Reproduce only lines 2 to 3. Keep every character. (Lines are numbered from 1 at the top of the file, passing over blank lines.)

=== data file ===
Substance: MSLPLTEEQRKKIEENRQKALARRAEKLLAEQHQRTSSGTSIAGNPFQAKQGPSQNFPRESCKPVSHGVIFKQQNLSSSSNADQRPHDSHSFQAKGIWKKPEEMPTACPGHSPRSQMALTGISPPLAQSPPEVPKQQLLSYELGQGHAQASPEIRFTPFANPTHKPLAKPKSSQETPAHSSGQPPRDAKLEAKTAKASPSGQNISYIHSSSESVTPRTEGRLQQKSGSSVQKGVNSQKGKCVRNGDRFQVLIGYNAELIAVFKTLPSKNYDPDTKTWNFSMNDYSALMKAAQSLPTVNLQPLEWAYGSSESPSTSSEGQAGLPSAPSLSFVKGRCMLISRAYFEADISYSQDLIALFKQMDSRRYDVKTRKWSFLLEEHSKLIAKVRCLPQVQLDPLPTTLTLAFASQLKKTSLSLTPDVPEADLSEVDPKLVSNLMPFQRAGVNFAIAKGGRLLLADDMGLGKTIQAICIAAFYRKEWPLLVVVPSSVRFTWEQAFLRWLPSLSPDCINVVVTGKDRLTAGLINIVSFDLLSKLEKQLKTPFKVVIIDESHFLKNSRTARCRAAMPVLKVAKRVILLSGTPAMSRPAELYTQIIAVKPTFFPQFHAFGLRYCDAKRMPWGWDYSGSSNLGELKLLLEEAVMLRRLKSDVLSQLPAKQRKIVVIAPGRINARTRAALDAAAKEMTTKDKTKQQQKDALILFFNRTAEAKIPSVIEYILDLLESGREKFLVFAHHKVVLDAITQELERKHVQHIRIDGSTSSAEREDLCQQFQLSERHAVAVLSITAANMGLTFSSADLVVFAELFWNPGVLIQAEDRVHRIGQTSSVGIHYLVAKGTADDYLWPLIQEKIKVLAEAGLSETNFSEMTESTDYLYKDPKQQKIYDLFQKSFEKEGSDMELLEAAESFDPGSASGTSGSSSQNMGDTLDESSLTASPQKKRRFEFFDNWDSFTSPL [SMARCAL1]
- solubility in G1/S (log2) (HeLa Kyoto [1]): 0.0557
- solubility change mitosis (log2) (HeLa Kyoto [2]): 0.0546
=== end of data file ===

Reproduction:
- solubility in G1/S (log2) (HeLa Kyoto [1]): 0.0557
- solubility change mitosis (log2) (HeLa Kyoto [2]): 0.0546